Martin Luther King showed us how to handle populist hate

Fifty years ago today, about 6pm central time, Martin Luther King Jr stood on the balcony of the Lorraine Motel in Memphis and waited for his friends to join him. They were off to dinner, celebrating a court victory.

At that moment, across the way at Bessie Brewer’s Memphis boarding house, the inhabitant of room 5B poked his Remington Gamemaster out of the window of the communal bathroom, took careful aim with the aid of his Redfield scope, and shot King dead.

James Earl Ray did not act alone. From the moment he was arrested, more than two months later at Heathrow airport (he was apprehended with the words “I say old fellow, would you mind stepping over here for a moment”), carrying the proceeds of a robbery of the Fulham branch of the Trustee Savings Bank, he started lying. Some of his lies were hopeless. He told his lawyer he was called Ramon Sneyd and had never heard of James Ray. Then he told the solicitor to call his brother. What’s your brother’s name? “Jerry Ray,” he replied.

Other lies have dazzled conspiracy theorists for years, particularly an entirely fictitious co-conspirator Ray conjured up, called “Raoul”. The truth is both simpler and more complicated. It was Ray who thought up the plot to kill King, Ray who stalked the civil rights leader for months, Ray who bought the gun, Ray who rented the room, Ray who stood in Mrs Brewer’s bath leaving his handprint on the wall, and Ray who pulled the trigger.

And yet he did not act alone.

As Hampton Sides writes in his book Hellhound on his Trail, in the days after the killing, “finding and punishing the assassin were surprisingly low in [King’s friends’ and allies’] scheme of priorities”. As King’s aide Andrew Young put it, “we aren’t so much concerned with who killed Martin, as with what killed him”. And what killed him wasn’t just James Ray.

The night before King died he gave an address at the Mason Temple Church of God in Christ that turned out to be his final speech. He spoke of death and said he would like to live a long life: “longevity has its place”. But it “really doesn’t matter with me now” because “I’ve been to the mountain top”. He expressed his confidence that his people would make it to the promised land but added “I may not get there with you”. His final sentences were these: “So I’m happy tonight; I’m not worried about anything; I’m not fearing any man. Mine eyes have seen the glory of the coming of the Lord.”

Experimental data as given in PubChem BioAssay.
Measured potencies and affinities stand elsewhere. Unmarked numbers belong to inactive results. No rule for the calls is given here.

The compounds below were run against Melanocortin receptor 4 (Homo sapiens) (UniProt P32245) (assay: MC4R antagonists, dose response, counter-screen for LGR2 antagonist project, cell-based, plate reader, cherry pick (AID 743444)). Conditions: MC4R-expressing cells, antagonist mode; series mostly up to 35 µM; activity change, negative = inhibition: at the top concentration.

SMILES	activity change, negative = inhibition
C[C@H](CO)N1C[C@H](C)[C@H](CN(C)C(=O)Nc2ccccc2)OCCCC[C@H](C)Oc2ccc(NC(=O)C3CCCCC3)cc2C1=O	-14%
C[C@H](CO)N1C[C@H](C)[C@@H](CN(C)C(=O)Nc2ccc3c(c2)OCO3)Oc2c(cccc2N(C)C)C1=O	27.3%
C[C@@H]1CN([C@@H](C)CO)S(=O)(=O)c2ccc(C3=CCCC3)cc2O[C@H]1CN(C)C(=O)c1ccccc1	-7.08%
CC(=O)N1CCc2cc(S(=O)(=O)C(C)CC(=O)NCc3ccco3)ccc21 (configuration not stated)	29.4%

This would count as remarkable prophecy were it not for the fact that for more than a decade King had been walking in the valley of the shadow of death. The very morning of that final speech his plane had been delayed by a threat to his life. And to read Taylor Branch’s volumes on the history of the civil rights movement is to encounter murder in chapter after chapter. The racist politics of the South were violent and there was a gun round every corner. When John F Kennedy was assassinated, Martin Luther King turned sadly to his wife, Coretta, and said: “This is what will happen to me.”

So part of the responsibility for the death of King lies with southern politicians like George Wallace, the governor of Alabama, who stood in the schoolhouse door to stop African American children attending “white” schools. James Ray was signed up to Wallace’s 1968 campaign for the presidency.